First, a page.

This is why Christ tells us to "count the cost" before committing our lives to Him (Luke 14:25-34). Many passages of Scripture explain God's expectations (conditions) for those who follow Him (John 12:26). These are not conditions for salvation, but they are conditions for those who have been saved.
These conditions determine God's favor and they affect our growth and well-being. All of these conditions flow from God's perfect love.
Genuine believers understand they can please or displease God. And they will seek to please him. Note the passion of the Apostle Paul in regard to pleasing God - Philippians 3:7-16. (See "Christians Can Displease God" and "Is God a Permissive Granddad?")
Even among those who are saved, there are differing eternal rewards. (See "A Trophy for Everyone," "Discipline, Punishment, and Condemnation," and "God Punishes" for a Scriptural understanding of God's rewards and punishments for believers.)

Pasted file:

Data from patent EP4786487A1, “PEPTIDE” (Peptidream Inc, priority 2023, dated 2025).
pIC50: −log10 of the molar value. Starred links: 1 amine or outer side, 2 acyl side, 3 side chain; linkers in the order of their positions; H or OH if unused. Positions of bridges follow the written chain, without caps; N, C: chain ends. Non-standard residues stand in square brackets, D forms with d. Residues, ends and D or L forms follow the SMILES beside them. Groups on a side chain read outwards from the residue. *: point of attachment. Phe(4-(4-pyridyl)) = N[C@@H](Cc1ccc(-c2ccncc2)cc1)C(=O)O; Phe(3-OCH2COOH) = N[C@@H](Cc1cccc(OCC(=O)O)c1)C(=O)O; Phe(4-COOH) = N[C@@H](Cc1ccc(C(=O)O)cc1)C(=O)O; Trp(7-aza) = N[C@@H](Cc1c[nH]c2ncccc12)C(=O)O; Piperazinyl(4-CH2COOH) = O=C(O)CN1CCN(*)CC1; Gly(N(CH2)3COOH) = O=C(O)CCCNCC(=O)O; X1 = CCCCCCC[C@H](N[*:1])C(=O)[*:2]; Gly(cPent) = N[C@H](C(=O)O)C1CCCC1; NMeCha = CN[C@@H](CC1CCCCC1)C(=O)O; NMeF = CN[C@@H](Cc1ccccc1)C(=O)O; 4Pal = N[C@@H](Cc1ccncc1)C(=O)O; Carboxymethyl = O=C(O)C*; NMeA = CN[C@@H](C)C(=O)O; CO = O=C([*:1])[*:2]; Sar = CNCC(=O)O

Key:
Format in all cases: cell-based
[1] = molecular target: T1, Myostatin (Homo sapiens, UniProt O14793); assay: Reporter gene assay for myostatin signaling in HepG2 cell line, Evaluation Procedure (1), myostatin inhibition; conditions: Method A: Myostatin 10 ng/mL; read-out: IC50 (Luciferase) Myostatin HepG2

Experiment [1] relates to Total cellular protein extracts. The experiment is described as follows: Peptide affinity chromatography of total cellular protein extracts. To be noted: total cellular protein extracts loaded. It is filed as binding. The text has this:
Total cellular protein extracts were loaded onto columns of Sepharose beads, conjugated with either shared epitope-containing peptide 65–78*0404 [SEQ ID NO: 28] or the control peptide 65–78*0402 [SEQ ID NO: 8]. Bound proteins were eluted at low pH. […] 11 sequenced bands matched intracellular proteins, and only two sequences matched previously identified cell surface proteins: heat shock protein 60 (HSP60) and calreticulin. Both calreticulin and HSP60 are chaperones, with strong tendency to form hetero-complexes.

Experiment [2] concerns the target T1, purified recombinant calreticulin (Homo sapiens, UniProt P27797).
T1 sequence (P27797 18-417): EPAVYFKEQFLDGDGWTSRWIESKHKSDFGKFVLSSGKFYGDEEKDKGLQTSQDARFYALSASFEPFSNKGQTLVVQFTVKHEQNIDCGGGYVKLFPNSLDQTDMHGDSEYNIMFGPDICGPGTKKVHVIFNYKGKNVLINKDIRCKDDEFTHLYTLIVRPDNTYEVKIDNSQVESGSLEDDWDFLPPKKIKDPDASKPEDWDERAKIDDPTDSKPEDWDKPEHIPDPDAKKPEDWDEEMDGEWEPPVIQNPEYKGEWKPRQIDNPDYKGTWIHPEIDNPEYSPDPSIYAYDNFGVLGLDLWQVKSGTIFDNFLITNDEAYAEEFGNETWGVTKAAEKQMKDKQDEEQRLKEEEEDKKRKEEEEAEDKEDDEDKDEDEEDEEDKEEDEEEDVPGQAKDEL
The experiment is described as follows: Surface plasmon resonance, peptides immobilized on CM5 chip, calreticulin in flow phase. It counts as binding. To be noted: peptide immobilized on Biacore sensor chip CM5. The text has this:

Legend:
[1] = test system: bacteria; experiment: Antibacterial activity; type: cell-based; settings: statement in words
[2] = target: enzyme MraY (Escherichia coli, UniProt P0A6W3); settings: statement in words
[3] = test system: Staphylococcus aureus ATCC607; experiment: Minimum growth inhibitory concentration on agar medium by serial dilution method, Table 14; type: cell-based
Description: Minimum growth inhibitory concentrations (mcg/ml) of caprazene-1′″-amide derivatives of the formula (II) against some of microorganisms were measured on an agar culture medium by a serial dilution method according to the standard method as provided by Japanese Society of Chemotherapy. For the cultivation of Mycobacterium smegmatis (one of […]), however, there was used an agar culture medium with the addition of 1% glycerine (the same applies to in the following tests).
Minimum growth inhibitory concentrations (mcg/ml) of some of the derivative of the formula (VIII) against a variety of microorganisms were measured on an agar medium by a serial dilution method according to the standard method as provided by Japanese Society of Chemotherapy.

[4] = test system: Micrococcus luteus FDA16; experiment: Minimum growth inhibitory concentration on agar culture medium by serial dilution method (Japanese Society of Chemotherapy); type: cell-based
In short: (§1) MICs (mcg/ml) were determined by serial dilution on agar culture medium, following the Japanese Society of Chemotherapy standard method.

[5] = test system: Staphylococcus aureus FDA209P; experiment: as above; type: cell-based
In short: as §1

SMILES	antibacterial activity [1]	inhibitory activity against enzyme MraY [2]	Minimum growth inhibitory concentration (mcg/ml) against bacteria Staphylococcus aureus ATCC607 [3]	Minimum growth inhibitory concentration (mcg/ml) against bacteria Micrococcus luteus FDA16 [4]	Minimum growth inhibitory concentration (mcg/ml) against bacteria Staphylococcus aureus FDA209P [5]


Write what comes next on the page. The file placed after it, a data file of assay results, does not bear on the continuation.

3. The term unconditional encourages the common misunderstanding that God views all sins the same. This view distorts God's holy character and downplays the serious nature of sin. We cannot know God and believe that he views gossip and child rape on the same level. Scripture teaches us He doesn't, but the word "unconditional" implies He does. (See "Lies Some Christians Believe" for a more in-depth explanation of how God views sins differently).
4. And lastly, the term "unconditional" makes justice impossible. Justice, by its very nature, is based on conditions; and justice is an element of God’s perfect love. Love without conditions would treat God-hater and God-lover, victim and criminal, godly and wicked, atheist and Christian exactly the same. There would be no justice, no reward, no punishment, no hell. (See
"Why a Loving God Sends Men to Hell")
Christians are saved from the eternal death we deserve because Christ paid for our sins - God fulfilled justice by sacrificing His son. If God's love had no conditions, Christ would not have needed to die.
Some elements of the word "unconditional" apply, but overall the word is a poor description of God's love.
Let me repeat this because it is extremely important that we get our knowledge of God from Scripture: the term unconditional love doesn’t appear in Scripture or in definitions of the Greek word agape.